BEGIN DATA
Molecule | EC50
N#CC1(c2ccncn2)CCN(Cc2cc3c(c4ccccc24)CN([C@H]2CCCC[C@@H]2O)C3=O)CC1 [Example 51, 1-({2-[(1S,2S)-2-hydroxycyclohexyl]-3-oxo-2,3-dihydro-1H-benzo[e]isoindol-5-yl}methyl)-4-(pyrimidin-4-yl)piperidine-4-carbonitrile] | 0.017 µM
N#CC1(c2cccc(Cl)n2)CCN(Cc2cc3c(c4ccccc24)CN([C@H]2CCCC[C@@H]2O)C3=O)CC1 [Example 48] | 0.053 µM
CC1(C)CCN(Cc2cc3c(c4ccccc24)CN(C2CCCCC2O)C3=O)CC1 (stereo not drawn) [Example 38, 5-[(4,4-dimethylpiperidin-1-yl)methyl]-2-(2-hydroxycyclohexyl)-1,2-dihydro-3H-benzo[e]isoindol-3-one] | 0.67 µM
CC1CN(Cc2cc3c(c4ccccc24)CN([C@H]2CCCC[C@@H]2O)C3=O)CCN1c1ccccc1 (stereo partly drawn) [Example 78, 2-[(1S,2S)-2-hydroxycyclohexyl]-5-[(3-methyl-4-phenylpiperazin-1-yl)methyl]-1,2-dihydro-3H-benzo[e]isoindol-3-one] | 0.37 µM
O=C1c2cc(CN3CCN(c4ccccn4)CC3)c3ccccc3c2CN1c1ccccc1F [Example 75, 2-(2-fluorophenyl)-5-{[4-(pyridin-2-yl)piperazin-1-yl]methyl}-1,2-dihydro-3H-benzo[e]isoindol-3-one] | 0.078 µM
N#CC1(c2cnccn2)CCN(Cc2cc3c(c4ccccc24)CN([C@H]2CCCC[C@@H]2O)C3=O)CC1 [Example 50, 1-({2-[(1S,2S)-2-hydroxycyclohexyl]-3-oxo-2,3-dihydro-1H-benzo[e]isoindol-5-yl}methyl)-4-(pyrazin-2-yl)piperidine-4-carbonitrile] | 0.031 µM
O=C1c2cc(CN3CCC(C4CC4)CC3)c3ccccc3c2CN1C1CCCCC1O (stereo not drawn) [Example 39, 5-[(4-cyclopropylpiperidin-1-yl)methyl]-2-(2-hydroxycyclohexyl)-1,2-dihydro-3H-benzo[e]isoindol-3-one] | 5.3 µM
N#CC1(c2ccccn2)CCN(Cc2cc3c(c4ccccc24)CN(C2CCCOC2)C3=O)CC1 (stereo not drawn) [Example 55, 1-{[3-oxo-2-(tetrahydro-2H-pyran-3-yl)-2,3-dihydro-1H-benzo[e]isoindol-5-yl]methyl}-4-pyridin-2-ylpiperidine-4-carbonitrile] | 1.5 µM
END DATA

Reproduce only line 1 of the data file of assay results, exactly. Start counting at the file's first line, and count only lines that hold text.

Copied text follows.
Molecule | EC50